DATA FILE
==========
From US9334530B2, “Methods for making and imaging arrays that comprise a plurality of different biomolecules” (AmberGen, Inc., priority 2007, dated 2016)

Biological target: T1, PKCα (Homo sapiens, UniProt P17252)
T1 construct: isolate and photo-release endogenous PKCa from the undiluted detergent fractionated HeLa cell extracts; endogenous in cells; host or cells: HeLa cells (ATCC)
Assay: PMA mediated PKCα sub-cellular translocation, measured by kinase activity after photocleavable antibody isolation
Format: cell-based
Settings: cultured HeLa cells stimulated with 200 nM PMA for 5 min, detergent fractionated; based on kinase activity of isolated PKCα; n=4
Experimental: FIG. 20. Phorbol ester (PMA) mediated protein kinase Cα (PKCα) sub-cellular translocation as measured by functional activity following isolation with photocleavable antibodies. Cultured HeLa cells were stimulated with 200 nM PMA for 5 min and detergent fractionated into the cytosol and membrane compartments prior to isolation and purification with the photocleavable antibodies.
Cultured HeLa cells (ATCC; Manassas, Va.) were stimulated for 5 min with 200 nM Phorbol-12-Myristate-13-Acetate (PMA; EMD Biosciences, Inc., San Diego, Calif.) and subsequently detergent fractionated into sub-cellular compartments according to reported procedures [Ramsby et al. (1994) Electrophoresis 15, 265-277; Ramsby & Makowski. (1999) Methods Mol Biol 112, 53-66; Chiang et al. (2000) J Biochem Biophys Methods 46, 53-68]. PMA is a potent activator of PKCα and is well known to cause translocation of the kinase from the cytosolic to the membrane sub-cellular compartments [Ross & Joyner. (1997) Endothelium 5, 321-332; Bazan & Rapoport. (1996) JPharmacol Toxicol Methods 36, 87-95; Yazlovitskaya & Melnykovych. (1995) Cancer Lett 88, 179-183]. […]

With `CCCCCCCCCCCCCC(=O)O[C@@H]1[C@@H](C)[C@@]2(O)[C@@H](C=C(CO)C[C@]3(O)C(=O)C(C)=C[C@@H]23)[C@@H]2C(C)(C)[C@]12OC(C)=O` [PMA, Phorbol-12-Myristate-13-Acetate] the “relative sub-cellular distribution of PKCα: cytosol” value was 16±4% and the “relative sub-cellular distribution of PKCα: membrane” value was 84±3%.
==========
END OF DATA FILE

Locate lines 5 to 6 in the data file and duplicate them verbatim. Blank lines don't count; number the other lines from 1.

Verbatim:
Format: cell-based
Settings: cultured HeLa cells stimulated with 200 nM PMA for 5 min, detergent fractionated; based on kinase activity of isolated PKCα; n=4